Reading through the library of YCombinator, came across this awesome "lesson on elementary worldly wisdom" by Charlie Munger.
Over the long term, it's hard for a stock to earn a much better return than the business which underlies it earns. If the business earns 6% on capital over 40 years and you hold it for that 40 years, you're not going to make much different than a 6% return—even if you originally buy it at a huge discount. Conversely, if a business earns 18% on capital over 20 or 30 years, even if you pay an expensive looking price, you'll end up with a fine result.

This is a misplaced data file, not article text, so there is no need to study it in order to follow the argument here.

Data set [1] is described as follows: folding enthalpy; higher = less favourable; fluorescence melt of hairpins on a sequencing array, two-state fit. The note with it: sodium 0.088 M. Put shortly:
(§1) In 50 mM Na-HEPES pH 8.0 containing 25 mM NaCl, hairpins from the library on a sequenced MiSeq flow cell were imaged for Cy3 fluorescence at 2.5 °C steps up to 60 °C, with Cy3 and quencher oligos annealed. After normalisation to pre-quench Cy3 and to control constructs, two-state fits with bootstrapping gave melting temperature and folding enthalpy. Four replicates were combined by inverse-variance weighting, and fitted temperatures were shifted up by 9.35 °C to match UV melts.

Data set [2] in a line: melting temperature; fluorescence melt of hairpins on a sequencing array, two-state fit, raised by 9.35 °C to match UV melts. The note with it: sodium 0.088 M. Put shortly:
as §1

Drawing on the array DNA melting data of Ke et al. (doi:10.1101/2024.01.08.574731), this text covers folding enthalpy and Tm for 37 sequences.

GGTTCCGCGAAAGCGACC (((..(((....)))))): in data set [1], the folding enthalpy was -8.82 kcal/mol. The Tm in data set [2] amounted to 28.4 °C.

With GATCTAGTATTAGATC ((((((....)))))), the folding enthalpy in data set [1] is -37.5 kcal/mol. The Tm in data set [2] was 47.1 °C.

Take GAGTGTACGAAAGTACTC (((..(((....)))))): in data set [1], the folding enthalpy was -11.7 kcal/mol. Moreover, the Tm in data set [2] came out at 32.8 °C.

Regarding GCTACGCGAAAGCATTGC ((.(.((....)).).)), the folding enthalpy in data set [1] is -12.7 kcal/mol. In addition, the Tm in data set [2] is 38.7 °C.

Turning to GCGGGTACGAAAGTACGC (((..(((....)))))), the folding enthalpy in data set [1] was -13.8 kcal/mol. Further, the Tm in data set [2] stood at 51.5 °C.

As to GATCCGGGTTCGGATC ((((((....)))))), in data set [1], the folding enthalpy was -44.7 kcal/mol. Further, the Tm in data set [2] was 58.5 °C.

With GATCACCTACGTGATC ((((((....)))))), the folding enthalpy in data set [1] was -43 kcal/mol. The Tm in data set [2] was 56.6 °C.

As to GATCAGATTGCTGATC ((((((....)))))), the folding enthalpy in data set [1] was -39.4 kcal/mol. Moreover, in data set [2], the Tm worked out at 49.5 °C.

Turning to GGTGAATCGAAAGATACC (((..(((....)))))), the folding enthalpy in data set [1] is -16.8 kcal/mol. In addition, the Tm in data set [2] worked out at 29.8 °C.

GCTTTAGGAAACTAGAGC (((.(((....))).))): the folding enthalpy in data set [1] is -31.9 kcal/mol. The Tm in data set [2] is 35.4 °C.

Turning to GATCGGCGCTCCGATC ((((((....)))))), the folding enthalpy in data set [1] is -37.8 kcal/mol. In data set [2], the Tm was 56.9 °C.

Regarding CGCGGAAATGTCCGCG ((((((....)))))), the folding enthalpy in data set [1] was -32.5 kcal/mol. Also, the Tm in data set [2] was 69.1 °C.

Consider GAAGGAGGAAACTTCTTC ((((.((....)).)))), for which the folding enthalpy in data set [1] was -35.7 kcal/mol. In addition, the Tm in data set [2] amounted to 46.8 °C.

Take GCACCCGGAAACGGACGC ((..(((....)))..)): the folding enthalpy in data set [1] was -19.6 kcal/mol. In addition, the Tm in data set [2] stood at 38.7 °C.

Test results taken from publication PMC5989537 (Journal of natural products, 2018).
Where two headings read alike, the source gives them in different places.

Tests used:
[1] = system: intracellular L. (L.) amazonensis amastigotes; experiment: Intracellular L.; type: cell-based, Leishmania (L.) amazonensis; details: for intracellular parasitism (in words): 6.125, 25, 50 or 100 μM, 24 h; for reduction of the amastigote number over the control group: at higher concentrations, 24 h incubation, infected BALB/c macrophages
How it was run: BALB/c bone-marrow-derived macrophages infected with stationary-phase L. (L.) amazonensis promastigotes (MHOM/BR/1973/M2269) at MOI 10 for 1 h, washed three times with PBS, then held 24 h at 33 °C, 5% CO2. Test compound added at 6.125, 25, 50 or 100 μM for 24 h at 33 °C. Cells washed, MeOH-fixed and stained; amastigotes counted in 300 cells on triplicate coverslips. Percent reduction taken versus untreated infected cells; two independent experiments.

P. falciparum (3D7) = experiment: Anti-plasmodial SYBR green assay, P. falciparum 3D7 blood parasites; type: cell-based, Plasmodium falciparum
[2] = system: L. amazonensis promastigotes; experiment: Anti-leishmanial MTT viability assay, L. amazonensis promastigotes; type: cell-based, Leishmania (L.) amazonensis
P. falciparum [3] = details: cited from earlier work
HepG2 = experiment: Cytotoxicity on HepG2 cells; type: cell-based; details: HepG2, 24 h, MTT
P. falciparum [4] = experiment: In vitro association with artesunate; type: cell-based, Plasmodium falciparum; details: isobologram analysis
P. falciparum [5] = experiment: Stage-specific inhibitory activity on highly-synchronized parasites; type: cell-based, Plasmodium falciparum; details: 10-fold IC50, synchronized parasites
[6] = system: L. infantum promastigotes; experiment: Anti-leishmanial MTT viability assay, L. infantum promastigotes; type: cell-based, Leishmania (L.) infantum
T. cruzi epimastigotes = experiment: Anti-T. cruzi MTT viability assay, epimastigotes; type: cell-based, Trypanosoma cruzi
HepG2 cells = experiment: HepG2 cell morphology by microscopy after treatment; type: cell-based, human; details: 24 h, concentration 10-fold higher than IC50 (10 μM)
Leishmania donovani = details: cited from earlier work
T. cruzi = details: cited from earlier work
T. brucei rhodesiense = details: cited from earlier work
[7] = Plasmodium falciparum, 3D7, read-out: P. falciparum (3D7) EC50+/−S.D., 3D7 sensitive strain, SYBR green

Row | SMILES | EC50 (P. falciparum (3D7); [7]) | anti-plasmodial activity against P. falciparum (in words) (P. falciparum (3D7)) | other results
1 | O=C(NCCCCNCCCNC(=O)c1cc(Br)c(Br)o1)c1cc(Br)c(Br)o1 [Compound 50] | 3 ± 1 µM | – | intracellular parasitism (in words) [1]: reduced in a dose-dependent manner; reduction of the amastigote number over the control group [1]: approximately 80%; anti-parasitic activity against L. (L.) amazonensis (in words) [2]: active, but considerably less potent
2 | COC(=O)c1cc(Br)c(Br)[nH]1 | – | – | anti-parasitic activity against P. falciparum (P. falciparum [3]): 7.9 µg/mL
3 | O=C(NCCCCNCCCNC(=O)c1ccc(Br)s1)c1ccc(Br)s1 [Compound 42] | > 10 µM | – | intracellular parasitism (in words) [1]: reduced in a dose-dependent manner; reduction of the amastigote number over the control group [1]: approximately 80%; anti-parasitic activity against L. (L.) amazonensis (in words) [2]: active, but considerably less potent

So the trick is getting into better businesses.
Warren Buffett was a true "Grahamite", and started by investing only in the businesses available at cheap valuations (and even liquidate them if required).
However, Munger realized "that some company that was selling at 2 or 3 times book value could still be a hell of a bargain." It was then that they started thinking about better businesses.
And the "bulk of the billions in Berkshire Hathaway have come from the better businesses."
Do read the complete lesson if you love investing.